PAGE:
Adam or Christ - by CA Coates




I have no greater joy than to see a company like this of believers found together with a desire to know more of the Lord and to be more devoted to Him in this world. I feel very dependent on the Lord that He may help me to say a few words that will help you.

I should like to bring before you the simple but most important fact that the whole of the Word of God is the history of two men— Adam and Christ—and I want briefly to show you from Scripture several ways in which God sets Adam aside and brings in Christ.

The moment that Adam sinned, God's satisfaction in him came to an end. Instead of innocence, the germs of all possible evil were found in his heart, and he became subject to the judgment of God. The full fruit of sin did not come out in Adam personally; it has taken the whole history of the world to develop and exhibit it; but every bit of evil that has ever come out in Adam's children was latent in him as soon as he became a sinner. I will ask you to read four scriptures which show the true character of fallen man, that is of Adam: Gen. 6:5, 6; Psalm 14 : 2, 3 ; Mark 7 : 20-23; Acts 7 : 51, 52.

These scriptures give us God's estimate of the children of Adam at four great periods of their history. When man is allowed to take his own course, as in antediluvian times, every imagination of the thoughts of his heart is only evil continually ; when checked and restrained by God's government, as in the time of David, there is none that seeks God or that doeth good ; when His beloved Son comes to manifest all God's grace, He finds man's heart the same fruitful source of evil as ever; and the awful climax of the dark history is the betrayal and murder of the only just One, and the perpetual resistance of the Holy Spirit. What a history! And every bit of it, and every bit of sin that you and I have found in the depths of our own hearts, is just the exhibition of that one man— Adam. It may be all summed up in a word of three letters—sin.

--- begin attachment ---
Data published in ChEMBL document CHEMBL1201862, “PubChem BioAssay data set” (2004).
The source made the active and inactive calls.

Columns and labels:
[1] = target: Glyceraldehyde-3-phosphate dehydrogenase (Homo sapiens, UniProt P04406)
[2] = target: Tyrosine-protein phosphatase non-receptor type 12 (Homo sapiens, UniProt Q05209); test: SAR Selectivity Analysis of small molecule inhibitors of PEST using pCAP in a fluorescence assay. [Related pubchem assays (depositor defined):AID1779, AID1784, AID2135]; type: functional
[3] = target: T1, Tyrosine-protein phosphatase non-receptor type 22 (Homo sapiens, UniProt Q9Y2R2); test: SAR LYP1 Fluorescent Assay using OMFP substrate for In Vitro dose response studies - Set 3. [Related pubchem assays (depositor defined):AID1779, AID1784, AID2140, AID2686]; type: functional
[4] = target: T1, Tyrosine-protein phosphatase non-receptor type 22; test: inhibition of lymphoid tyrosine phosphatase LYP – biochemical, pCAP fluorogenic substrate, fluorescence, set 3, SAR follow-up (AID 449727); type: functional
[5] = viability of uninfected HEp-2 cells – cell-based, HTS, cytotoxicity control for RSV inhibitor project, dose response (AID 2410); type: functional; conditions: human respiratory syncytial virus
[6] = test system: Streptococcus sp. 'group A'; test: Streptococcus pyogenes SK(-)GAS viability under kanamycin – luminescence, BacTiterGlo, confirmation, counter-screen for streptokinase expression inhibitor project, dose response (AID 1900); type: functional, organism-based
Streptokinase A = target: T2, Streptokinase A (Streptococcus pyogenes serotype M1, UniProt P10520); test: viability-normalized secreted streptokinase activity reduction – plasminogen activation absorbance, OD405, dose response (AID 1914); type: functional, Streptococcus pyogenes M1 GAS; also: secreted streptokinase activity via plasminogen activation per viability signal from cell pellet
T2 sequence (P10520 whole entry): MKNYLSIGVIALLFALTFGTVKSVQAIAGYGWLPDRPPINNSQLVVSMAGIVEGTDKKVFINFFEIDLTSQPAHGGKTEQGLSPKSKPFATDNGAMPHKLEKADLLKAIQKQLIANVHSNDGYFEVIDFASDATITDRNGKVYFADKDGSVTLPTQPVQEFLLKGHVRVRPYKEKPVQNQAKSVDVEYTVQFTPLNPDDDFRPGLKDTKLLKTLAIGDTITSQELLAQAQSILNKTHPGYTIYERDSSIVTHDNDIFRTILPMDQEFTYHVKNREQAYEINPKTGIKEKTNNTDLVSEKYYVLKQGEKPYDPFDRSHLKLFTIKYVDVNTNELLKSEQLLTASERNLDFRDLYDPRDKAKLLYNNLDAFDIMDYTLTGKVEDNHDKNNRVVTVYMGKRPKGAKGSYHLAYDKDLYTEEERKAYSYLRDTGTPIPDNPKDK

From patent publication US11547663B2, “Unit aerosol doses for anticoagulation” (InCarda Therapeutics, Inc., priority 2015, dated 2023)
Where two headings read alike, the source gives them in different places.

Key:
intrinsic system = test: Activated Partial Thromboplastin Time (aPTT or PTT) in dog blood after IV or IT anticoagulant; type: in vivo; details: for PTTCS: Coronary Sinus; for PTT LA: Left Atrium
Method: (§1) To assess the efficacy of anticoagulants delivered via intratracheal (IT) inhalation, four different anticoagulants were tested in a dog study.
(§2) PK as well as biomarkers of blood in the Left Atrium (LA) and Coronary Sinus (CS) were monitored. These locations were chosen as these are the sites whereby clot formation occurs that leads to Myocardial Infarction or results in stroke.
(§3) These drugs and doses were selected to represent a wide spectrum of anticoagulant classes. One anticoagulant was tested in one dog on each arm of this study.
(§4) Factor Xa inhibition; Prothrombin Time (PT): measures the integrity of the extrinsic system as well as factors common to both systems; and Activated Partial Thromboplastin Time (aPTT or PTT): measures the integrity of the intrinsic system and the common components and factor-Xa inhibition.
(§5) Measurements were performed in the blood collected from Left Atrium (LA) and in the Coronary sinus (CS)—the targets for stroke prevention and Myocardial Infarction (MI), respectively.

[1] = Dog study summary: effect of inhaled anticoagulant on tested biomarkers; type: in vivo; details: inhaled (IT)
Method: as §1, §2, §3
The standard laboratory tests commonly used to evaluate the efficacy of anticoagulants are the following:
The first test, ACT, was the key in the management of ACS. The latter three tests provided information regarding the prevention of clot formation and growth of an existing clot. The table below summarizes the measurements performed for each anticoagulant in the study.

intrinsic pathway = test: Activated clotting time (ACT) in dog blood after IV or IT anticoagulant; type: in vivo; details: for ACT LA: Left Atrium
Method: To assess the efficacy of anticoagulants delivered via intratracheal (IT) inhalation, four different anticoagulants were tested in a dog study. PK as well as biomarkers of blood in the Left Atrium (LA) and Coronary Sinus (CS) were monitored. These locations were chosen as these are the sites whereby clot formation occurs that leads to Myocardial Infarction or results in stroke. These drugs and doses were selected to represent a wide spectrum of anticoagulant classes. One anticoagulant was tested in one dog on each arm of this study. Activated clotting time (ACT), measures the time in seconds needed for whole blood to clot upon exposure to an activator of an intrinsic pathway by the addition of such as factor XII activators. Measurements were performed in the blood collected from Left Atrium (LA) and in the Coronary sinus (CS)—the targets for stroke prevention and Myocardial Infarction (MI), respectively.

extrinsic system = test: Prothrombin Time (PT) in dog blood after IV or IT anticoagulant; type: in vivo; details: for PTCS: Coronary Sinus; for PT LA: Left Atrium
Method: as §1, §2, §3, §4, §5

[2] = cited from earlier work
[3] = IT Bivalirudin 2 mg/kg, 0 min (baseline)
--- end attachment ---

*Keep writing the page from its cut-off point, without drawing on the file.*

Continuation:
It is very evident that God could neither find satisfaction nor bring in blessing through a man like that—a man whose every motive and activity only present some phase of sin. If blessing is brought in from God, it must be through and in another Man.   I think you will see plainly how Adam is set aside and Christ brought in

PROPHETICALLY, in the old testament.

Two or three scriptures will indicate what I mean, and you can trace out the subject more fully for yourselves. Genesis 3 : 15 ; Gal. 3:16; Isaiah 11; ch. 49:6. It is most interesting in reading the Old Testament to find that, from Genesis 3 onwards, every blessing that God speaks of is connected with a coming Man. It was the Seed of the woman who was to bruise the serpent's head; it was in that one Seed of Abraham that all nations were to be blessed : the Rod out of the stem of Jesse and the Branch out of his roots alone could bring in millennial righteousness and peace; He alone could be given for a fight to the Gentiles, and to be God's salvation to the end of the earth.